Multifractal evaluation of simulated precipitation intensities from the COSMO NWP model
The framework of universal multifractals (UM) characterizes the spatio-temporal variability in geophysical data over a wide range of scales with only a limited number of scale-invariant parameters. This work aims to clarify the link between multifractals (MFs) and more conventional weather descriptors and to show how they can be used to perform a multi-scale evaluation of model data.
The first part of this work focuses on a MF analysis of the climatology of precipitation intensities simulated by the COSMO numerical weather prediction model. Analysis of the spatial structure of the MF parameters, and their correlations with external meteorological and topographical descriptors, reveals that simulated precipitation tends to be smoother at higher altitudes, and that the mean intermittency is mostly influenced by the latitude. A hierarchical clustering was performed on the external descriptors, yielding three different clusters, which correspond roughly to Alpine/continental, Mediterranean and temperate regions. Distributions of MF parameters within these three clusters are shown to be statistically significantly different, indicating that the MF signature of rain is indeed geographically dependent.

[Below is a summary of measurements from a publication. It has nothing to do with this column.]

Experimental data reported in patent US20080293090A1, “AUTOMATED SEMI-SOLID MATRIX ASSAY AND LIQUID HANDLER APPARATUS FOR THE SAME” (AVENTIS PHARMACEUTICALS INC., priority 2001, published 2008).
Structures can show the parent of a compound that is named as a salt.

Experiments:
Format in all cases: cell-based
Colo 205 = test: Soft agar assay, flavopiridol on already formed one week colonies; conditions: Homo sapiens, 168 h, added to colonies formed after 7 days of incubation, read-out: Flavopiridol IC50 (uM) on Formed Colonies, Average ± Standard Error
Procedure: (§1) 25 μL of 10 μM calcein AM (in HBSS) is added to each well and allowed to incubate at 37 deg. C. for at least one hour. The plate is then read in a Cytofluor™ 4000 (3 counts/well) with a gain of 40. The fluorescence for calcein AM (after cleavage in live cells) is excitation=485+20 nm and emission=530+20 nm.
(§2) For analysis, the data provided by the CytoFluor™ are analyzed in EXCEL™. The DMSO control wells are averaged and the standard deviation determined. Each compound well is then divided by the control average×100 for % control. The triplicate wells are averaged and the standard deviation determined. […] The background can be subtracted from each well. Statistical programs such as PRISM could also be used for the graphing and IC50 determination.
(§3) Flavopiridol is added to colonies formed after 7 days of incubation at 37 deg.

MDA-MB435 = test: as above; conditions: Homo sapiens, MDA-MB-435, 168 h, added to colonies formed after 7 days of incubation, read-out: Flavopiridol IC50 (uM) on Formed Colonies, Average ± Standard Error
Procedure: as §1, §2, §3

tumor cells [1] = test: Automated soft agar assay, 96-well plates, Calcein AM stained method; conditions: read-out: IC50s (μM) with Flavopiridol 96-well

The second part of this work is event-based and focuses on the smaller scales. The MF parameters of precipitation intensities at the ground are compared with those obtained from the Swiss radar composite during three events corresponding to typical synoptic conditions over Switzerland. The results of this analysis show that the COSMO simulations exhibit spatial scaling breaks that are not present in the radar data, indicating that the model is not able to simulate the observed variability at all scales. A comparison of the operational one-moment microphysical parameterization scheme of COSMO with a more advanced two-moment scheme reveals that, while no scheme systematically outperforms the other, the two-moment scheme tends to produce larger extreme values and more discontinuous precipitation fields, which agree better with the radar composite.